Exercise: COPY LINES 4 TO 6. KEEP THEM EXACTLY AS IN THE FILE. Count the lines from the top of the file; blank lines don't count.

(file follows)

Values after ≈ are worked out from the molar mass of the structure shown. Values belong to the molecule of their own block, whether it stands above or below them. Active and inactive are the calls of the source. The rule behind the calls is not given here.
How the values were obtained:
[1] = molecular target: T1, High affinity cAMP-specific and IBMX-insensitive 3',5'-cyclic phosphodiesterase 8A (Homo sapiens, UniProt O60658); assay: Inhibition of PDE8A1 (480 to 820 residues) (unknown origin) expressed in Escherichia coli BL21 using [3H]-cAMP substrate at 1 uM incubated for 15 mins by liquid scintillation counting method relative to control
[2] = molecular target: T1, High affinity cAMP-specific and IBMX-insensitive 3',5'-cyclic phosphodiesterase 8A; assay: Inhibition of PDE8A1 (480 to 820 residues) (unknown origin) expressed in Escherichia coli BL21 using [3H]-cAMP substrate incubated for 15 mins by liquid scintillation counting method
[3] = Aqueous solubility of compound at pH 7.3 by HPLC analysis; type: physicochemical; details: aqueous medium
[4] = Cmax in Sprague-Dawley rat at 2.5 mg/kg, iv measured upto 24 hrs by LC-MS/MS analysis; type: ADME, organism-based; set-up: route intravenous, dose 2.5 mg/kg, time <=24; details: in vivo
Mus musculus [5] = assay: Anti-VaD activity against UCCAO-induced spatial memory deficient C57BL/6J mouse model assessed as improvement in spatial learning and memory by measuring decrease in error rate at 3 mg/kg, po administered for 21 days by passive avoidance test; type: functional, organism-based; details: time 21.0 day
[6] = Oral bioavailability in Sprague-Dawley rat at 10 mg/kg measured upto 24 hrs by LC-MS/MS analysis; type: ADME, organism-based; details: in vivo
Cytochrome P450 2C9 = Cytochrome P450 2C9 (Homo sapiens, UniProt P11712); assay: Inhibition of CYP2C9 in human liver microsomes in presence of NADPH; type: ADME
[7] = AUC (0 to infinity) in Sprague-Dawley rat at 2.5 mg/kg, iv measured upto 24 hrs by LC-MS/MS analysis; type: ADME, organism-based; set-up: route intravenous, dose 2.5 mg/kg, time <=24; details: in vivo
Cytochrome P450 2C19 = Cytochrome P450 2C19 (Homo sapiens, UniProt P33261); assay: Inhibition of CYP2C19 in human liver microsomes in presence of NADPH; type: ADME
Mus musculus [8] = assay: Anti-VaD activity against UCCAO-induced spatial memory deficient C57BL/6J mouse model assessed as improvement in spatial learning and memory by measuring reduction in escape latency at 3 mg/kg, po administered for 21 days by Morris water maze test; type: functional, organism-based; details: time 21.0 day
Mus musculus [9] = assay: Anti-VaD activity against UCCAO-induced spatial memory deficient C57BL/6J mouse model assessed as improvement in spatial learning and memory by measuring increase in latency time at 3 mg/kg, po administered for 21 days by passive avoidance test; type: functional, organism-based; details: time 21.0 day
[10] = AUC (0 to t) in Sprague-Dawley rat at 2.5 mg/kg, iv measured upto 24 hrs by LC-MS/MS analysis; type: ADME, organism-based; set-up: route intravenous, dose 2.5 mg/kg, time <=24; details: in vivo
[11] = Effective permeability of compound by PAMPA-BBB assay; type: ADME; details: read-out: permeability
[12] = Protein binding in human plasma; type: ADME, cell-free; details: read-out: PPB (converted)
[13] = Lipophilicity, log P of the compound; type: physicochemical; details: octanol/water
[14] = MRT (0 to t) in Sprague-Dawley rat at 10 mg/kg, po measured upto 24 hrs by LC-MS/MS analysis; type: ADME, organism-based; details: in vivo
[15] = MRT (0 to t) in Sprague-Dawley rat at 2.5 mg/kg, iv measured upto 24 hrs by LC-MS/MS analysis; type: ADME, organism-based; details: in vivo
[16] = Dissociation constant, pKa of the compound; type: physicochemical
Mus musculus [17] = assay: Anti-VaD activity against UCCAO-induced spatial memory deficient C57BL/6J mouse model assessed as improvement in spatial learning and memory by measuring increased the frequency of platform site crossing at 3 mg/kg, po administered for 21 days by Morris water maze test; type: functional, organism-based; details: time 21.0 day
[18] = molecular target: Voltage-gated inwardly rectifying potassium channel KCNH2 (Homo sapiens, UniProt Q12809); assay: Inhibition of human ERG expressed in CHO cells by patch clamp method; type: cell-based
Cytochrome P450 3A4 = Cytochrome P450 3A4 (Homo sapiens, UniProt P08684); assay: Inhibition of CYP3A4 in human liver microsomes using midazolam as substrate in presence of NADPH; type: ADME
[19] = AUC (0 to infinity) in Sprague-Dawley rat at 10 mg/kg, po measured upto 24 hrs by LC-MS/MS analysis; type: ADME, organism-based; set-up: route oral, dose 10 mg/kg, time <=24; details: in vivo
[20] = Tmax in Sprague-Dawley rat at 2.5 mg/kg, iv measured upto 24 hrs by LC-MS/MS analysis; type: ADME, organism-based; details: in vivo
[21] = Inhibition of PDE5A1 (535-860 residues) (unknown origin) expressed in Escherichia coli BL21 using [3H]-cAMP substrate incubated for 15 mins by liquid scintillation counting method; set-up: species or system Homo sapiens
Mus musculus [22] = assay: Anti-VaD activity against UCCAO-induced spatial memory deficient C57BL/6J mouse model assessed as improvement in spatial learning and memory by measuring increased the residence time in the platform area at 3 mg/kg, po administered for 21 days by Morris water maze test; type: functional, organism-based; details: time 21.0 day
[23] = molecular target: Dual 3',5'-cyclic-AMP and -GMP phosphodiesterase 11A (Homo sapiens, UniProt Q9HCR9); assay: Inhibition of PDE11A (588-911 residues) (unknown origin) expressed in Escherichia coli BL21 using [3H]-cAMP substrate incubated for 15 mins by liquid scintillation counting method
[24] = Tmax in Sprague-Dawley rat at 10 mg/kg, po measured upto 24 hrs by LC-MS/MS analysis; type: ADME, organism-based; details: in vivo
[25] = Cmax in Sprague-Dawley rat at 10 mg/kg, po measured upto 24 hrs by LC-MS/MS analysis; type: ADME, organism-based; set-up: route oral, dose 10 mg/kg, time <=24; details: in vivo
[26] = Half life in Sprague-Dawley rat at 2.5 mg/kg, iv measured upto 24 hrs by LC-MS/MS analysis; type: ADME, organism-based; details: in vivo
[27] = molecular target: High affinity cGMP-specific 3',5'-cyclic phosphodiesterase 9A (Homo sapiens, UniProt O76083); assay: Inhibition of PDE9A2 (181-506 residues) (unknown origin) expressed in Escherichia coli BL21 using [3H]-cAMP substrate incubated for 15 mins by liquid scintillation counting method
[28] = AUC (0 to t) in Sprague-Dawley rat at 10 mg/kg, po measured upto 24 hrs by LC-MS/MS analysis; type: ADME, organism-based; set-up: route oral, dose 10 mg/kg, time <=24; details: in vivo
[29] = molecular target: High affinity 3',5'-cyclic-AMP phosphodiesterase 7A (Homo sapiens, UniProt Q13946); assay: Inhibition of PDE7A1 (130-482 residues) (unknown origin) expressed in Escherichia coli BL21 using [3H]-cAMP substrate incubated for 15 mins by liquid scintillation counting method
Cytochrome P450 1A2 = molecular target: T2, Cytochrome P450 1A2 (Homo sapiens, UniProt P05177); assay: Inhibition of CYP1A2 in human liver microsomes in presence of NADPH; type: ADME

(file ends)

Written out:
[2] = molecular target: T1, High affinity cAMP-specific and IBMX-insensitive 3',5'-cyclic phosphodiesterase 8A; assay: Inhibition of PDE8A1 (480 to 820 residues) (unknown origin) expressed in Escherichia coli BL21 using [3H]-cAMP substrate incubated for 15 mins by liquid scintillation counting method
[3] = Aqueous solubility of compound at pH 7.3 by HPLC analysis; type: physicochemical; details: aqueous medium
[4] = Cmax in Sprague-Dawley rat at 2.5 mg/kg, iv measured upto 24 hrs by LC-MS/MS analysis; type: ADME, organism-based; set-up: route intravenous, dose 2.5 mg/kg, time <=24; details: in vivo